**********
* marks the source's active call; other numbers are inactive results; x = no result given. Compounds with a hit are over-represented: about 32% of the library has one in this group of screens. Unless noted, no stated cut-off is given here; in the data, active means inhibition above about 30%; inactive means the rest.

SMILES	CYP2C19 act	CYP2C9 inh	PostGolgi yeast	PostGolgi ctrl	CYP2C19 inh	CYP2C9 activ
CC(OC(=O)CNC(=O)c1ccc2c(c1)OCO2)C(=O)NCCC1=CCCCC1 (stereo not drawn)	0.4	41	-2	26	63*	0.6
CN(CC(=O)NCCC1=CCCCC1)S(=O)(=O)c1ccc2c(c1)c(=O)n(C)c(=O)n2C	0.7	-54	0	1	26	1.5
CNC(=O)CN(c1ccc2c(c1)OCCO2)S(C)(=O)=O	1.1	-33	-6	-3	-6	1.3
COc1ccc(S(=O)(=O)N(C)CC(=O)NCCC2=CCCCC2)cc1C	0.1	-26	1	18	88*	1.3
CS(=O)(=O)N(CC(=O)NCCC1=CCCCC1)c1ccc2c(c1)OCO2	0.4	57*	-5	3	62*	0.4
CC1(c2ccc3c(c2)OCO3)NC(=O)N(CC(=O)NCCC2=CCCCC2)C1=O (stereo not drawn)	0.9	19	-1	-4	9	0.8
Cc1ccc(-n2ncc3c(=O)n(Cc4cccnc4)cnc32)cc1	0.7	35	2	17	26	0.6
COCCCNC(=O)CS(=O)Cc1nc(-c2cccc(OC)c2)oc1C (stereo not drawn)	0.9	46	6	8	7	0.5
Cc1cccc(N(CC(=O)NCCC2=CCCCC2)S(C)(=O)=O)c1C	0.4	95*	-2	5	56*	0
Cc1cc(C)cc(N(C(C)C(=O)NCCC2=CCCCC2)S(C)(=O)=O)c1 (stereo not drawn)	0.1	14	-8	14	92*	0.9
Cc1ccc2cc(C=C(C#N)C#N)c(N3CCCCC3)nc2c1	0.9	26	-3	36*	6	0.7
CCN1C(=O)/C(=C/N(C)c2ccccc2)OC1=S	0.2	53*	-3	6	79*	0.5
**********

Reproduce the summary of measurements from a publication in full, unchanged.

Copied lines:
* marks the source's active call; other numbers are inactive results; x = no result given. Compounds with a hit are over-represented: about 32% of the library has one in this group of screens. Unless noted, no stated cut-off is given here; in the data, active means inhibition above about 30%; inactive means the rest.

SMILES	CYP2C19 act	CYP2C9 inh	PostGolgi yeast	PostGolgi ctrl	CYP2C19 inh	CYP2C9 activ
CC(OC(=O)CNC(=O)c1ccc2c(c1)OCO2)C(=O)NCCC1=CCCCC1 (stereo not drawn)	0.4	41	-2	26	63*	0.6
CN(CC(=O)NCCC1=CCCCC1)S(=O)(=O)c1ccc2c(c1)c(=O)n(C)c(=O)n2C	0.7	-54	0	1	26	1.5
CNC(=O)CN(c1ccc2c(c1)OCCO2)S(C)(=O)=O	1.1	-33	-6	-3	-6	1.3
COc1ccc(S(=O)(=O)N(C)CC(=O)NCCC2=CCCCC2)cc1C	0.1	-26	1	18	88*	1.3
CS(=O)(=O)N(CC(=O)NCCC1=CCCCC1)c1ccc2c(c1)OCO2	0.4	57*	-5	3	62*	0.4
CC1(c2ccc3c(c2)OCO3)NC(=O)N(CC(=O)NCCC2=CCCCC2)C1=O (stereo not drawn)	0.9	19	-1	-4	9	0.8
Cc1ccc(-n2ncc3c(=O)n(Cc4cccnc4)cnc32)cc1	0.7	35	2	17	26	0.6
COCCCNC(=O)CS(=O)Cc1nc(-c2cccc(OC)c2)oc1C (stereo not drawn)	0.9	46	6	8	7	0.5
Cc1cccc(N(CC(=O)NCCC2=CCCCC2)S(C)(=O)=O)c1C	0.4	95*	-2	5	56*	0
Cc1cc(C)cc(N(C(C)C(=O)NCCC2=CCCCC2)S(C)(=O)=O)c1 (stereo not drawn)	0.1	14	-8	14	92*	0.9
Cc1ccc2cc(C=C(C#N)C#N)c(N3CCCCC3)nc2c1	0.9	26	-3	36*	6	0.7
CCN1C(=O)/C(=C/N(C)c2ccccc2)OC1=S	0.2	53*	-3	6	79*	0.5